Swoosh, out I slide onto a carpet of grass from my gentle mother’s warm womb. My first gasps of breath drink in the clear fresh air gracing the prairie lands where I’ve arrived. I raise my head, shake it unsteadily and begin my urgent driven efforts to rise and nurse. A large cow with rough husky tongue, suddenly, is stroking my slimy back and head, assisting in drying my body from the wet environment just exited. Within minutes I manage to stand, my mother’s persistent licking causing some challenges as my wobbly legs struggle to support my body and actually operate a stepping stride. Magically I seem to seek a rich warm drink of my mother’s milk, suspended deliciously and nearby in her pendulous full udder. I find even suckling can challenge a newborn, but with some persistence and my cow’s patience, I succeed getting a delightful, nutritious first meal. I Look around. The quiet pasture presents sweet grasses spotted with occasional wildflowers, a cacophony of bird songs fill the air along with my mother’s attentive moos as lay down for-my first calf nap.
My days unfold, my mother being the center of my existence for her nurturing meals and her constant presence. I find other young calves frisking about, so I try my legs at a good buck and run.
I notice people about, always the same people, one affixing a numbered ear tag when I was only hours old, now occasionally about, moving us from pasture to pasture with a call and sometimes we move away as they approach. Herding it’s called. I am somewhat dubious of these people, but they are quiet, for the most part, seem unobtrusive and only occasionally approach or move us all in a group to different fields or the corral.
The turmoil of the corral is always startling, but I have found no reason for undo alarm. The same people are about, close by now, even touching .me, forcing me to enter a tight chute for a prick of a needle (vaccinations) and the boys find a quick surgical procedure once gives them some not understood occasion for momentary pause, quite quickly healed and forgotten.
Another time we cross a new type of platform where we must stand by ourselves for a matter of seconds before being released. This same person adjusts a balance scale to my left side, quietly working as I fidget, talking to me in that quiet voice I’ve come to know.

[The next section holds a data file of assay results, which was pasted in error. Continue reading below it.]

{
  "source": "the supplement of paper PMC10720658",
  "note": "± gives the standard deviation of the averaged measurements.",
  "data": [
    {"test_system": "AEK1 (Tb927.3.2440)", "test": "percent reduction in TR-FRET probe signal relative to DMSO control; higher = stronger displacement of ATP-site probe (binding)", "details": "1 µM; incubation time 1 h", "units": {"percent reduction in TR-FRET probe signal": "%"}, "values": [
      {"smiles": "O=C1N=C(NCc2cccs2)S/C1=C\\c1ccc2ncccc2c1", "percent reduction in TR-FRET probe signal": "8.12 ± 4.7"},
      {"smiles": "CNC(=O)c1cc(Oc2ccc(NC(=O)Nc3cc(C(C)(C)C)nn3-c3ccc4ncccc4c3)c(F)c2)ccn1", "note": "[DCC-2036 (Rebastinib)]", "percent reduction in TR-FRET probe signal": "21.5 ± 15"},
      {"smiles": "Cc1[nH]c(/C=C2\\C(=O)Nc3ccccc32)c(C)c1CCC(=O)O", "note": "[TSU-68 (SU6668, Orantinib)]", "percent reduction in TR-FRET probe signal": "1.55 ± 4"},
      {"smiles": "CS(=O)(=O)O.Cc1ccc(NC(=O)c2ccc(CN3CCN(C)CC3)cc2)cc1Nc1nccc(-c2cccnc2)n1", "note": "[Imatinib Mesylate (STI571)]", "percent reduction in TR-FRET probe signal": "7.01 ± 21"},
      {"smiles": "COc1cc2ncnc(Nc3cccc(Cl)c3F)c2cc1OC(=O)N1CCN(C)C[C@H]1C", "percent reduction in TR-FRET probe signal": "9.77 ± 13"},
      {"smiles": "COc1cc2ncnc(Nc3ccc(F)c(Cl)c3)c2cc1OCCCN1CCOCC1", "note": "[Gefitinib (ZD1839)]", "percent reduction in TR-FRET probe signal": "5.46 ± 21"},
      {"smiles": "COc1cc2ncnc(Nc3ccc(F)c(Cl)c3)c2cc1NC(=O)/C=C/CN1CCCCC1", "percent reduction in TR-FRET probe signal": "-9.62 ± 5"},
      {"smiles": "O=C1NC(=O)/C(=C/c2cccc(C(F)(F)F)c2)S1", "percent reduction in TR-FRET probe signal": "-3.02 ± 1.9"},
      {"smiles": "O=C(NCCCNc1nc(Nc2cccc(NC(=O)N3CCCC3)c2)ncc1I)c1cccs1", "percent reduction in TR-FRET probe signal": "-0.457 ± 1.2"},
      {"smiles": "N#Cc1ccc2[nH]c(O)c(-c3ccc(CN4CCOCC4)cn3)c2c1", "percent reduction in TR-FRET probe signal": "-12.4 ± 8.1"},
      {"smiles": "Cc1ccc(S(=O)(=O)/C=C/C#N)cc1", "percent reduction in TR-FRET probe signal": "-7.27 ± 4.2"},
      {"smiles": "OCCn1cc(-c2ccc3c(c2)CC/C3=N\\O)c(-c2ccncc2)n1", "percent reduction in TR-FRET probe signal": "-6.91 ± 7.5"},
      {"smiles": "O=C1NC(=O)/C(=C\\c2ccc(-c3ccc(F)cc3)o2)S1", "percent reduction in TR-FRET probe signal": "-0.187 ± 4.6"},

I grow rather large in only a few months. Now I drain my mother’s udder in only a couple minutes, spend little time with her these days, mainly cavorting about with my peers and doing lots of gazing entirely on my own.
All of sudden, it seems, these same people, now mounted on the backs of imposingly large and agile creatures, horses, herd us quietly but deliberately back to the corral pens.
In no time, all us calves find our mothers on the other side of a large heavy board fence and a new contraption, bunk feeder, nearby filled with fresh hay. Initially seeming fine and the hay sweet, we calves wonder why our cow mothers are bawling loudly for us to “come now!” on the other side of the fence. Weaning it‘s called. We are allowed no longer to take our mother’s delicious milk. We have grown large over the two hundred days of our life now weighing 500 to 700 pounds, half the size of our mothers. Time to part and give our mothers time to recover from the energy draining occupation of lactation that’s left them a bit on the thin side. Though necessary and proper for us both, weaning remains painful and noisy as both we and our mothers make the adjustment to separation.
These same people do allow us to remain in full sight of each other where smells through the fence help sooth our angst. All the noisy anxiety lasts only few days. Then our cow mothers cease to come by, instead choosing to move off and graze. We are relaxed too, ready for life as an individual.
Shorty we to find ourselves moved back on lush pasture, again cavorting about, enjoying the full days, open air and shared environment with the birds and wild creatures that abound on the Camas Prairie Ranch.
Eating seems to consume us. Growing is hungry business and the green lush grasses prove a perfect diet. These people still are about regularly. Now our group of calves move from one pasture to another regularly, learning to come when called as fresh grasses await our hungry graze.
Occasionally we are ushered up to that corral and asked to walk-across the platform scales as our person again manipulates a balance bar and scribbles numbers on a pad. Now we stand, moving quietly through the task. When wintertime neglects to allow the forages to growl we move up closer to the barn where the bunk feeder arrives again and is filled daily, twice daily actually, by this same parson who now talks to us appreciatively, and always puts us entirely at: ease.
Occasionally a pen-mate is singled out to leave. Why, I wonder? But the same constant person is there, talking the same words I’ve heard many times before, asking a certain steer to move off, so they oblige.
One day a group of us heifers are moved to a new pasture and we find an alarming new large fellow has been turned out in our midst. The bull proves to be gentle yet energetic and certainly big. We find sharing our pasture with him most amenable.
Then one day, nine months later, we find ourselves rising with a new baby calf ourselves. The circle of life begins again as I moo passionately at my new calf anxious to please my baby as she learns the joys, quiet beauty and constant care of life on the Camas Prairie Ranch.
Harlow Cattle Company